It’s summer in San Antonio, and I’m not emotionally prepared. Summer in south Texas is not just a season, it’s an ordeal—months on end of unrelenting heat and humidity, with no hope of respite until Halloween. Ready or not, it’s here. And so am I.
So are the cicadas.
Anyone who has lived in this part of the country knows the familiar and, at times, deafening sound of cicadas in the evening. By August, their songs are loud enough to drown out conversations. Right now the cicadas are just coming out of their shells and beginning to sing. Their journey is long and challenging, but the cicadas don’t complain.
Cicadas spend most of their lives underground, feeding on root juice and building enough strength in their legs to dig a tunnel to the ground’s surface and emerge. For some species, this underground adolescence can take 17 years, but that’s not where the story ends. Once above ground, cicadas still have to shed their exoskeleton and emerge once again to live out the rest of their lives as mature adults. In cicada terms, this means getting to fly, eat, mate and sing at night. Not a bad payoff.Photo: Stephanie Carter
You’ve got to hand it to the cicadas for their rites of passage—digging a tunnel to the earth’s surface using only bare hands in order to see the light of day, bursting through and shedding a hard outer shell to emerge a fully fledged adult with all of its privileges, including fresh air, sunshine and the ability to fly. It makes my whining about the heat seem a little silly by comparison.
Without the burden of self-pity or fear, the cicadas allow themselves to be completely transformed by life, which can be a challenging process (though in all fairness, I doubt the lucky bastards have the mental capacity for self-pity).
They don’t fight or resist the process of change; they are change.
I think we humans, with our big, complaining brains, could learn a thing or two from the cicadas. When it comes to change in our own lives, we think too much. We analyze, question, predict, anticipate. And we learn to resist and fear.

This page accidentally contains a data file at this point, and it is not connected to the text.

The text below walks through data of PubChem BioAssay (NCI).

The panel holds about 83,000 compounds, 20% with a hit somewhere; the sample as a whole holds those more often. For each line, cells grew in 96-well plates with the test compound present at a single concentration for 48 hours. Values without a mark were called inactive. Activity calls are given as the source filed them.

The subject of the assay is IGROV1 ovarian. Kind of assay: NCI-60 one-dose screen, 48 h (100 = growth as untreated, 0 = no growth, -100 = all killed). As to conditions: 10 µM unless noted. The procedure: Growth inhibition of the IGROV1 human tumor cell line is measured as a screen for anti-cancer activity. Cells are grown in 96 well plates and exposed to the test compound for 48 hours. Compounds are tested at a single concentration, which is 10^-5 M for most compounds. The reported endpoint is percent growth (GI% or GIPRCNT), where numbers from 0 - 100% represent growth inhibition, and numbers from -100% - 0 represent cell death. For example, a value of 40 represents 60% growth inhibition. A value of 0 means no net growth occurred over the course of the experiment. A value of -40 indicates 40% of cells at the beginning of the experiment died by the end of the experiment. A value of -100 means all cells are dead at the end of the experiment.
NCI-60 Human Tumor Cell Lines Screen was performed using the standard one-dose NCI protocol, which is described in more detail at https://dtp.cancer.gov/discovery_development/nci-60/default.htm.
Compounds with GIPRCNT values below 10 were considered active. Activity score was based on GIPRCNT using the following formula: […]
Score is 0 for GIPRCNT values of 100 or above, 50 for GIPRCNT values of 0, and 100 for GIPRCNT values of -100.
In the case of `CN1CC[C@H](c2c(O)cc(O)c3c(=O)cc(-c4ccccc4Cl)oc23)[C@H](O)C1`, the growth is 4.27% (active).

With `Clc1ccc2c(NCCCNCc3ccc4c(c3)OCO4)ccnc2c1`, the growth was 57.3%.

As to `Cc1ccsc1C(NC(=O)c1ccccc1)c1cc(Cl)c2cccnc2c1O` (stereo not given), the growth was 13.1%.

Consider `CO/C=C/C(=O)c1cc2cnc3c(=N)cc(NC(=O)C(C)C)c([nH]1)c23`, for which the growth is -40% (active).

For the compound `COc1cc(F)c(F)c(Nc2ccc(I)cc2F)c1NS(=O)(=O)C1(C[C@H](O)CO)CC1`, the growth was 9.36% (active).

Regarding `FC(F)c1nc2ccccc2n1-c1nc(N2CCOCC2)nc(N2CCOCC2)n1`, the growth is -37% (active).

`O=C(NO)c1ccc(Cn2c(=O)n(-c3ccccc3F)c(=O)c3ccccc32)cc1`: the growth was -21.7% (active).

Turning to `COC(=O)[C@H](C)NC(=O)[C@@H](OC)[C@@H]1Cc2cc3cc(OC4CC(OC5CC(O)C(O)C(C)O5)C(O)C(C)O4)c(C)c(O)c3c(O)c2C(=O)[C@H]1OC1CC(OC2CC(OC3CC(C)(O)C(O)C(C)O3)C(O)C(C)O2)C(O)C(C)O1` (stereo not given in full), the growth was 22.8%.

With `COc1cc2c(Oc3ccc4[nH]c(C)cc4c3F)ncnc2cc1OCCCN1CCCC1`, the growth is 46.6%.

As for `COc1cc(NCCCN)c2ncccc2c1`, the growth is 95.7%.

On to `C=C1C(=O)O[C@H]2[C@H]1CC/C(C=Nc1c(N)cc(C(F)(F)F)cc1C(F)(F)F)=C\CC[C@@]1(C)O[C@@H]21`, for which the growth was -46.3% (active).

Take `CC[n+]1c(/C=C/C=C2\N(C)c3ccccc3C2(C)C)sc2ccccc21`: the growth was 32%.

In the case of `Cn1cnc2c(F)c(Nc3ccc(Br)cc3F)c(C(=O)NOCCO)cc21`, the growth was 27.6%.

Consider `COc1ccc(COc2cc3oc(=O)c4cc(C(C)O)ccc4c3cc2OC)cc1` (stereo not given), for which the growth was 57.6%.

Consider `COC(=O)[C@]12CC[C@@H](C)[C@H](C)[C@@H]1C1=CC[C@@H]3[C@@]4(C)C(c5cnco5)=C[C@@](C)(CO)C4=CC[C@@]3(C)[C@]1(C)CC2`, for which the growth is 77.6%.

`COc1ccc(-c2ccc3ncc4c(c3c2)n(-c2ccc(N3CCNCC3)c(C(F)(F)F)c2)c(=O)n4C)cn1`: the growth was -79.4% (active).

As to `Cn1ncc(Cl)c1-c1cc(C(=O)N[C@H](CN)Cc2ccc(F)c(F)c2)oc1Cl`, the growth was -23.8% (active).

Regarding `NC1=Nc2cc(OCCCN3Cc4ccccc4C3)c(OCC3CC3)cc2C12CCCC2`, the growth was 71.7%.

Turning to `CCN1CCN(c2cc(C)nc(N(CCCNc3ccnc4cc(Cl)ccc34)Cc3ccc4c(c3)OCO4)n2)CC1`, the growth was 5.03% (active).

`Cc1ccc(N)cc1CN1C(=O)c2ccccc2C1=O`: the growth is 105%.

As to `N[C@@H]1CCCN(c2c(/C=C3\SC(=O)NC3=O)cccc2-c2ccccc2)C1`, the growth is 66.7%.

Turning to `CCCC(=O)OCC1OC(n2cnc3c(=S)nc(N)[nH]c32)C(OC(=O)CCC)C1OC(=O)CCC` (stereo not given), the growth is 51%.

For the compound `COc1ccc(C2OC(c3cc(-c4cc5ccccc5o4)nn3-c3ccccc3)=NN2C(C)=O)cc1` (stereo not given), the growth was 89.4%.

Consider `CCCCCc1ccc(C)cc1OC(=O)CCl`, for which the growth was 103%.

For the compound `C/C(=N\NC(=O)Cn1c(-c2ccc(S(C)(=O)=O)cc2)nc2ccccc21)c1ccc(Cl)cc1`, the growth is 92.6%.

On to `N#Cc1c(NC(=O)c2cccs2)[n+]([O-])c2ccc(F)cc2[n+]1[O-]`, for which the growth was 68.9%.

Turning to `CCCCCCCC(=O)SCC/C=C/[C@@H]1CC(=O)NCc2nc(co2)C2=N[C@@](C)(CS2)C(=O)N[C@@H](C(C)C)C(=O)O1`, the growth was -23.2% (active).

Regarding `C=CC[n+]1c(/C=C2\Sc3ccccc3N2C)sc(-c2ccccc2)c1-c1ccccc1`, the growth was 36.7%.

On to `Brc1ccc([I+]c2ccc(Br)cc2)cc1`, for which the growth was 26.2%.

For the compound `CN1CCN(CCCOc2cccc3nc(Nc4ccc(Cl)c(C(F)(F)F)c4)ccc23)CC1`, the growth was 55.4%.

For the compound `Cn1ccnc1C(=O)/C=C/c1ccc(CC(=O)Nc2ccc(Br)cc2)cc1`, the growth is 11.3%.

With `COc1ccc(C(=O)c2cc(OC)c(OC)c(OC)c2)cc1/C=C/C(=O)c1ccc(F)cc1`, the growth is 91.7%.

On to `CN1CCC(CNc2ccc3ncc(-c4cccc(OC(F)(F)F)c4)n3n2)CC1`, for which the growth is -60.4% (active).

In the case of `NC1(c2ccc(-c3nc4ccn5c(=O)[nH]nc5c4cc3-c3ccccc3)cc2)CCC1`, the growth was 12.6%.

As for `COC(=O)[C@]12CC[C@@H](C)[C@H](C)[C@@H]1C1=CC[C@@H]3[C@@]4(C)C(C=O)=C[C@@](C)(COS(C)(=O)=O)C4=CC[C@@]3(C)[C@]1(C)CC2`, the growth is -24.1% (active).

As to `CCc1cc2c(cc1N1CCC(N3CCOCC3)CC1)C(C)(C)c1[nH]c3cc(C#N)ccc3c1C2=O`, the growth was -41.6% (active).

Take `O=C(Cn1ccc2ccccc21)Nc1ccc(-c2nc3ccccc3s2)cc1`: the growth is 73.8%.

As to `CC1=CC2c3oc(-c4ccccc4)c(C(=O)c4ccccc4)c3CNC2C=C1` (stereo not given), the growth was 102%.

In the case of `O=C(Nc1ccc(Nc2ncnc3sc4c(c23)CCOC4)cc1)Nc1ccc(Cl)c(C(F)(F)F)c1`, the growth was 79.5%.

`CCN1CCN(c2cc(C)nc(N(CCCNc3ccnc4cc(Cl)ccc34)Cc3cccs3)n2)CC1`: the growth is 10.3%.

Resistance is our ego’s misguided way of trying to protect us. Much like the brakes of a car, resistance gives us the ability to slow down and stop. After all, If we didn’t have the ability to question or weigh our decisions, we’d make a lot of bad ones. We can use these mental brakes to slow down, pause or stop when necessary, then step on the accelerator and get to where we’re going. Or, we might constantly ride the brakes, and never get anywhere.
So often when things get challenging in our lives, instead of seeing it as a rite of passage, like digging a tunnel to the earth’s surface, we resist. We get nervous, we get negative, or we check out. We’re not willing to make the hard decisions and do the harder work it takes to make positive changes and be transformed. We make excuses, and eat sour grapes.
In yoga, this can take the form of holding back in physically demanding poses because we don’t want to endure the intensity, even though that’s what is required to get stronger. It’s also avoiding intimidating poses because we don’t want to do the work, or we don’t want to fail.